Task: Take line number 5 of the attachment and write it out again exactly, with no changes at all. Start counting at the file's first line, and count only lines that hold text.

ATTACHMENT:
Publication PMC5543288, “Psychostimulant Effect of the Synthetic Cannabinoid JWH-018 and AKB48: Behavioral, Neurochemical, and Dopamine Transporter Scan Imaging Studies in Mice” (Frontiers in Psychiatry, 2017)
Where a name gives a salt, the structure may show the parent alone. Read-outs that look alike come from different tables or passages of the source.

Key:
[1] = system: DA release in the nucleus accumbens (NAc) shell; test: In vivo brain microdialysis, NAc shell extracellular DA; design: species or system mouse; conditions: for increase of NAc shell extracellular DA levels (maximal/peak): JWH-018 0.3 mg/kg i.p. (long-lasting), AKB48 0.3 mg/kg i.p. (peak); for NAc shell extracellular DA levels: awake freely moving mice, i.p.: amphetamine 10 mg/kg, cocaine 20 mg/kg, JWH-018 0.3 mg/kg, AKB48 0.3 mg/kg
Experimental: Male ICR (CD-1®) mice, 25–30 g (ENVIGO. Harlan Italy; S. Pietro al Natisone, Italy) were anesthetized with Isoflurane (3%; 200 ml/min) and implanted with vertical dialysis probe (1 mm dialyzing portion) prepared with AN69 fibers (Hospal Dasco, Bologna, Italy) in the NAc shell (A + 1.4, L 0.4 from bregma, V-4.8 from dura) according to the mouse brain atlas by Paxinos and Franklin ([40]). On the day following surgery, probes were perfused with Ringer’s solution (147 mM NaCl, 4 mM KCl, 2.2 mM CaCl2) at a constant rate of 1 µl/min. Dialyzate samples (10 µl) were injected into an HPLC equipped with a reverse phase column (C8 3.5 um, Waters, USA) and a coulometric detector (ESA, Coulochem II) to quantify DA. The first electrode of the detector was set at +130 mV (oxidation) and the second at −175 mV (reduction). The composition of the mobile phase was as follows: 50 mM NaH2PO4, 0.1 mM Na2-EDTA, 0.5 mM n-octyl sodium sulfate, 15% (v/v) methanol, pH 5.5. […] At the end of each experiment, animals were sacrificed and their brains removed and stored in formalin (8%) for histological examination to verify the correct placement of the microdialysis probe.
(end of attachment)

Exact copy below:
Experimental: Male ICR (CD-1®) mice, 25–30 g (ENVIGO. Harlan Italy; S. Pietro al Natisone, Italy) were anesthetized with Isoflurane (3%; 200 ml/min) and implanted with vertical dialysis probe (1 mm dialyzing portion) prepared with AN69 fibers (Hospal Dasco, Bologna, Italy) in the NAc shell (A + 1.4, L 0.4 from bregma, V-4.8 from dura) according to the mouse brain atlas by Paxinos and Franklin ([40]). On the day following surgery, probes were perfused with Ringer’s solution (147 mM NaCl, 4 mM KCl, 2.2 mM CaCl2) at a constant rate of 1 µl/min. Dialyzate samples (10 µl) were injected into an HPLC equipped with a reverse phase column (C8 3.5 um, Waters, USA) and a coulometric detector (ESA, Coulochem II) to quantify DA. The first electrode of the detector was set at +130 mV (oxidation) and the second at −175 mV (reduction). The composition of the mobile phase was as follows: 50 mM NaH2PO4, 0.1 mM Na2-EDTA, 0.5 mM n-octyl sodium sulfate, 15% (v/v) methanol, pH 5.5. […] At the end of each experiment, animals were sacrificed and their brains removed and stored in formalin (8%) for histological examination to verify the correct placement of the microdialysis probe.